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  • 1 Kelley School of Business, Indiana University, Bloomington, IN 47405. Email: ubhattac@indiana.edu

    2 Kelley School of Business, Indiana University, Bloomington, IN 47405. Email: adittmar@indiana.edu

    * This paper has benefitted from the response of seminar participants at Alabama, Humboldt, Frankfurt,Illinois, Indiana, INSEAD, Norwegian School of Management, Notre Dame, Penn State and Pittsburgh.

    Costless Versus Costly Signaling:Theory and Evidence

    from Share Repurchases*

    by

    Utpal Bhattacharya1

    and

    Amy Dittmar2

    JEL Classification: D80, G14, G30Key Words: Cheap talk, costly signals, share repurchases

    First version: January 2001This version: February 2003

  • COSTLESS VERSUS COSTLY SIGNALING:

    THEORY AND EVIDENCE FROM SHARE REPURCHASES

    Abstract

    When does a good firm separate itself from a bad firm by putting its money where its mouth is and

    when does it engage in cheap talk? We develop a simple model in this paper to find out which signaling

    mechanism will be used under what circumstances in a capital market. We find, as one would expect, that

    the good firm prefers cheap talk over costly signaling, because in the latter method, all of the cost of

    separation is being borne by the firm. However, costless signaling can only be used by good firms who are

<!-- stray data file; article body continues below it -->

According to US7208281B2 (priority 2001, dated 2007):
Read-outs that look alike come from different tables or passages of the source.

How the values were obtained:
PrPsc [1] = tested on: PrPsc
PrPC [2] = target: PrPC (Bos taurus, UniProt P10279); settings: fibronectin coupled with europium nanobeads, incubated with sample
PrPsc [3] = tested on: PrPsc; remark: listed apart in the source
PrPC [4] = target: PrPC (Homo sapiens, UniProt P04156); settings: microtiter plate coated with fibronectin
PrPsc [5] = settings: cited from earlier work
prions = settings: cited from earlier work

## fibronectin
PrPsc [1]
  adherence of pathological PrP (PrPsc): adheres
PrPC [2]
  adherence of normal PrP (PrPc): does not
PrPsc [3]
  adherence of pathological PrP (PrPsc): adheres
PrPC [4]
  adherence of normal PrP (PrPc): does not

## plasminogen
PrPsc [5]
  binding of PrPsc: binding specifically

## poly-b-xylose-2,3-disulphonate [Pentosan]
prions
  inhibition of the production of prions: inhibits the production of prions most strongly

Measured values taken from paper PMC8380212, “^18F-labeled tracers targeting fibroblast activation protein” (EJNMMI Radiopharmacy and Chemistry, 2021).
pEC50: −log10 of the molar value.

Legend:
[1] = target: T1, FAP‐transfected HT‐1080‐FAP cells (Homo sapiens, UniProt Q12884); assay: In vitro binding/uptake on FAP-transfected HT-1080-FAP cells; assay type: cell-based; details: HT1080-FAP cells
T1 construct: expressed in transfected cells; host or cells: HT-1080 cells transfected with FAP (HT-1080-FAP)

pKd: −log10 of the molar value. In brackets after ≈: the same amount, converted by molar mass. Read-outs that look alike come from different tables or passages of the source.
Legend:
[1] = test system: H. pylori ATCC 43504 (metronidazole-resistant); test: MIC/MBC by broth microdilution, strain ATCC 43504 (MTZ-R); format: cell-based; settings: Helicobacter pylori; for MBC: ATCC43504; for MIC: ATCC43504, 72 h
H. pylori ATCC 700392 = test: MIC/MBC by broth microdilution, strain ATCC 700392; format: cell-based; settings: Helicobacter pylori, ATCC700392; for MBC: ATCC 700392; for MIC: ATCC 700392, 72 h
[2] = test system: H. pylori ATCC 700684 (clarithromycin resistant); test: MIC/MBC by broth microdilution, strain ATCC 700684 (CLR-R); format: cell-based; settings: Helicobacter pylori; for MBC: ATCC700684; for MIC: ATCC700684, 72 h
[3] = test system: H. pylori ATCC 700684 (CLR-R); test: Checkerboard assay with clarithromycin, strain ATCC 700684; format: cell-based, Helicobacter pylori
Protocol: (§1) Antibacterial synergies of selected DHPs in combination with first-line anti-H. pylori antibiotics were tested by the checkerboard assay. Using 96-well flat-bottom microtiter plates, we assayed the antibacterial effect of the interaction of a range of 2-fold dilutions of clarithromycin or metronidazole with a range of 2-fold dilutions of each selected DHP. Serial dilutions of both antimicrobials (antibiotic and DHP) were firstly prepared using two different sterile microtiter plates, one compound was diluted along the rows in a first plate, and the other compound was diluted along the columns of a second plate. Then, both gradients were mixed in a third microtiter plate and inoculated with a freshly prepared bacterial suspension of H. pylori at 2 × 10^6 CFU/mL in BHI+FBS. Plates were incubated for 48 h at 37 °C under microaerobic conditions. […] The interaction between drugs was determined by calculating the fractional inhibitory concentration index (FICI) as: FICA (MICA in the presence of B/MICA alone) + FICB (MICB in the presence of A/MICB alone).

more undervalued and are more ignored. These restrictions exist because cheap talk will only attract attention

    from speculators when scrutiny is likely to uncover more opportunities for trading profits that will cover the

    costs of scrutiny. We then test the predictions of the model using a data set of open market share repurchases

    that contains firms that employ costless signals (announce share repurchases, but do not repurchase) as well

    as firms that employ costly signals (announce share repurchases, and repurchase). The evidence in favor of

    the predictions of the model is surprisingly robust.

  • 1

    COSTLESS VERSUS COSTLY SIGNALING:

    THEORY AND EVIDENCE FROM SHARE REPURCHASES

    When does a good firm separate itself from a bad firm by putting its money where its mouth is and

    when does it engage in cheap talk? Signaling theory predicts that a good firm can separate itself from a bad

    firm by giving a costly signal to capital markets; the bad firm will not mimic because the signal is costlier for

    the bad firm. A good firm can also separate itself by engaging in cheap talk to attract scrutiny; the bad firm

    will not mimic because the bad firm does not gain from being discovered. This paper explores, both

    theoretically and empirically, when do good firms use costly signals to separate and when they use costless

    signals to separate.

    The first contribution of this paper is to develop a simple theoretical model that gives a good firm the

    choice between costless and costly signaling in a capital market. This allows us to make precise the

    circumstances under which each signaling mechanism will be used. We obtain the following insights from

    our theoretical model. The good firm always prefers costless signaling over costly signaling because, in the